Callicles is incensed at the idea that a rabble of slaves should lay down the law for him because they happen to be physically stronger. He withdraws immediately and insists that when he said "the stronger" he had meant of course "the more excellent." Thus the first defense of the principle that the survival of the fittest entails the survival of the best has broken down.
The "excellent" are finally defined by Callicles as the men who are most wise and courageous in affairs of state. They ought to be the rulers, and it would be fair if they had more than their subjects (49ID-E). Socrates counters with the question: Should they have more than themselves?
This question brings a new outburst from Callicles. A man should not rule himself. On the contrary, goodness and justice consist in the satisfaction of desires. "Luxury, license, and freedom" (tryphe, akolasia, eleutheria), if provided with means, are virtue and happiness (arete, eudaimonia); whatever is said to the contrary is the ornamental talk of worthless men (492C).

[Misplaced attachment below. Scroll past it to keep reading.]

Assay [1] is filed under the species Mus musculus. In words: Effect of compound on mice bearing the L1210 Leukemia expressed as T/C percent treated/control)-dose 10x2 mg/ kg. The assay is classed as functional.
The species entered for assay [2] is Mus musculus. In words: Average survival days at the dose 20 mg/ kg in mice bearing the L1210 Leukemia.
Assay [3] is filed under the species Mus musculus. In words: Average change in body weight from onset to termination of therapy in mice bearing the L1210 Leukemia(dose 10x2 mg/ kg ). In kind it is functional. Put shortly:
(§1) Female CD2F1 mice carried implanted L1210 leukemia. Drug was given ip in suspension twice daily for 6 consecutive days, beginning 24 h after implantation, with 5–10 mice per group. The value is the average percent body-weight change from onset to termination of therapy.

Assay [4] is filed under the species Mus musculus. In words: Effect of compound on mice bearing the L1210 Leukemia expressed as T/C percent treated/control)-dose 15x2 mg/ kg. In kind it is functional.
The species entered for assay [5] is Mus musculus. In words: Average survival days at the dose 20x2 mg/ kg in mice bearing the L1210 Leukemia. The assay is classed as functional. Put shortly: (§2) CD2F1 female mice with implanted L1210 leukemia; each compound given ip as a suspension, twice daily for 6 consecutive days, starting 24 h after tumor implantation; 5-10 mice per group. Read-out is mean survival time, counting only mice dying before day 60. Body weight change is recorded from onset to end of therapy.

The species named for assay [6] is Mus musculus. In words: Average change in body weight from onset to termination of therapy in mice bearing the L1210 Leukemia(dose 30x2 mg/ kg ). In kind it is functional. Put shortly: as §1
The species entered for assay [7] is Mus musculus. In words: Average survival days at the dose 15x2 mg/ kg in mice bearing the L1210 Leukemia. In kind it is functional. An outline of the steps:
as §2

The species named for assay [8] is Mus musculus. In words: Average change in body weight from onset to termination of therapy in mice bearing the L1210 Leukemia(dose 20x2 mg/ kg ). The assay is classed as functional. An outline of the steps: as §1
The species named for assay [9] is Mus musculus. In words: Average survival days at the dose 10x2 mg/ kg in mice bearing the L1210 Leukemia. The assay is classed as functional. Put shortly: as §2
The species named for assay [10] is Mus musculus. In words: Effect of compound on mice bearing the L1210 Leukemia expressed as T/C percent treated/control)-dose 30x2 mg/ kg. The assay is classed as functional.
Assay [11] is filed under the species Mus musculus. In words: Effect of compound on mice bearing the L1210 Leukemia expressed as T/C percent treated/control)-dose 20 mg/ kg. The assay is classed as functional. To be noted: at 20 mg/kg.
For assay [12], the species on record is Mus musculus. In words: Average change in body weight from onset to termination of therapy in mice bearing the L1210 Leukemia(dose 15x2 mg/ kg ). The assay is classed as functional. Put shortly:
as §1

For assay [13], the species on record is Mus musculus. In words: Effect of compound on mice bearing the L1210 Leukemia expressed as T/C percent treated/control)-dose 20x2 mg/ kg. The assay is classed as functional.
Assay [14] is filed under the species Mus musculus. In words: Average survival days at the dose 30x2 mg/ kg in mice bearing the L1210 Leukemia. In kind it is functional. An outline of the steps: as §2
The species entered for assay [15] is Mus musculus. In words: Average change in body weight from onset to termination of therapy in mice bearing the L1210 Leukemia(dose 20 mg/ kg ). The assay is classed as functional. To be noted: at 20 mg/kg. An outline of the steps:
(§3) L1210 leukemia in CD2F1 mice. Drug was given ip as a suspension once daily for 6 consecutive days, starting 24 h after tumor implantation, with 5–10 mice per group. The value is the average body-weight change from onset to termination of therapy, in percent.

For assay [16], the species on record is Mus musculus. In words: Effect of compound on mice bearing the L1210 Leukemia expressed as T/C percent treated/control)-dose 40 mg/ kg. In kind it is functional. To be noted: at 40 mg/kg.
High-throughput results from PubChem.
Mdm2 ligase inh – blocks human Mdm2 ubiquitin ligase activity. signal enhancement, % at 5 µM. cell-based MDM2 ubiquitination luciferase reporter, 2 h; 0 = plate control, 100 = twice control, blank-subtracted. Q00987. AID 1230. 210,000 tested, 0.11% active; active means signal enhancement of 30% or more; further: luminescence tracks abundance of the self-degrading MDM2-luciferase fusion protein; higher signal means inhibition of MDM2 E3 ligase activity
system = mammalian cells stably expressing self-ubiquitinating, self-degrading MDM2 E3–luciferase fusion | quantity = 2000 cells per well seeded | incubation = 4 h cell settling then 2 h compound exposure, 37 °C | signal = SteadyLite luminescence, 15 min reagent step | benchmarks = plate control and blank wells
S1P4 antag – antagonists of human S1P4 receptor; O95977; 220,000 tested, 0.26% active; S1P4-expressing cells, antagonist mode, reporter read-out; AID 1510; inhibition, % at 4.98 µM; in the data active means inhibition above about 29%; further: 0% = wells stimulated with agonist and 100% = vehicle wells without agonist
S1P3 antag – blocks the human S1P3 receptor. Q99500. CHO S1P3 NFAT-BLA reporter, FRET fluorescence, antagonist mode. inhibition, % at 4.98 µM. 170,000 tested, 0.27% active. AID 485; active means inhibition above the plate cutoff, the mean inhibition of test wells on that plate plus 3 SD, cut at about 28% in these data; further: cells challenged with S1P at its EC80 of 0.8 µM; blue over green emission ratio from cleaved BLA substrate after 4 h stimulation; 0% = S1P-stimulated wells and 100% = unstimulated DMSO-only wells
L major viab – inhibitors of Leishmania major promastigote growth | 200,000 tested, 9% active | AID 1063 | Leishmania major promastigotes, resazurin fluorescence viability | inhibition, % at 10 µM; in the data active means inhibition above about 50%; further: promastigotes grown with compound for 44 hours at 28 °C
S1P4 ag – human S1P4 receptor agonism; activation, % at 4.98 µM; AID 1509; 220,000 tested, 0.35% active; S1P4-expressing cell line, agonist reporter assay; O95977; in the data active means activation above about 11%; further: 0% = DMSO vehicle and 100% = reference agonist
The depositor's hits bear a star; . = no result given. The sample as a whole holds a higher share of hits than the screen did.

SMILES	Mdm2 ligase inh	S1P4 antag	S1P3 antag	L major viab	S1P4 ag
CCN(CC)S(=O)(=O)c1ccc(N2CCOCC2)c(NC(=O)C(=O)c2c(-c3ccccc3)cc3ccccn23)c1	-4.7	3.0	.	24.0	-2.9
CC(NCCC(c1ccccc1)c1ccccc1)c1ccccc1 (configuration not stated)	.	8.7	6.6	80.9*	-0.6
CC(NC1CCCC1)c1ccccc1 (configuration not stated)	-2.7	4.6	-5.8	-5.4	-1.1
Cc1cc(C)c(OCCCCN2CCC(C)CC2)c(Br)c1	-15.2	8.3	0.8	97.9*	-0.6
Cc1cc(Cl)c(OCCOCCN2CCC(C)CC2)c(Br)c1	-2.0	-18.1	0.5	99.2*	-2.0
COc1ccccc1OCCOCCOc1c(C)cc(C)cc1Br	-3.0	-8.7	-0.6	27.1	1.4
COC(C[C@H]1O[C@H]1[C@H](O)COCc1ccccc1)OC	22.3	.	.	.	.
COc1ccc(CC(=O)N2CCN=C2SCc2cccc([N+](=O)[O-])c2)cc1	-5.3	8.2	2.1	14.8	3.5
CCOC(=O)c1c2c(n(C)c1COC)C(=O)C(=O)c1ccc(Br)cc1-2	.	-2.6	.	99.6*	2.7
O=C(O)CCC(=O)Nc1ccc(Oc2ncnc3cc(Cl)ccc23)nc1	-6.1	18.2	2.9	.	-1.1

It is not difficult for Socrates to suggest desires of such baseness that even Callicles squirms. But he has become stubborn and insists on the identification of happiness with the satisfaction of desires; and he refuses to distinguish between good and bad pleasures (495B).
The resistance of Callicles gives Socrates the opportunity to introduce the question whether men who are admitted by Callicles to be good (such as the wise and courageous) feel more pleasure than those who are admitted to be inferior (such as the cowards). The result of the inquiry is the conclusion that a coward can experience, quite possibly, more pleasure than a wise and courageous man. By the reasoning of Callicles, therefore, the cowards would have to be considered the better men because they experience more happiness in the hedonistic sense. This contradiction, finally, compels Callicles to admit the distinction of good and bad pleasures (499C).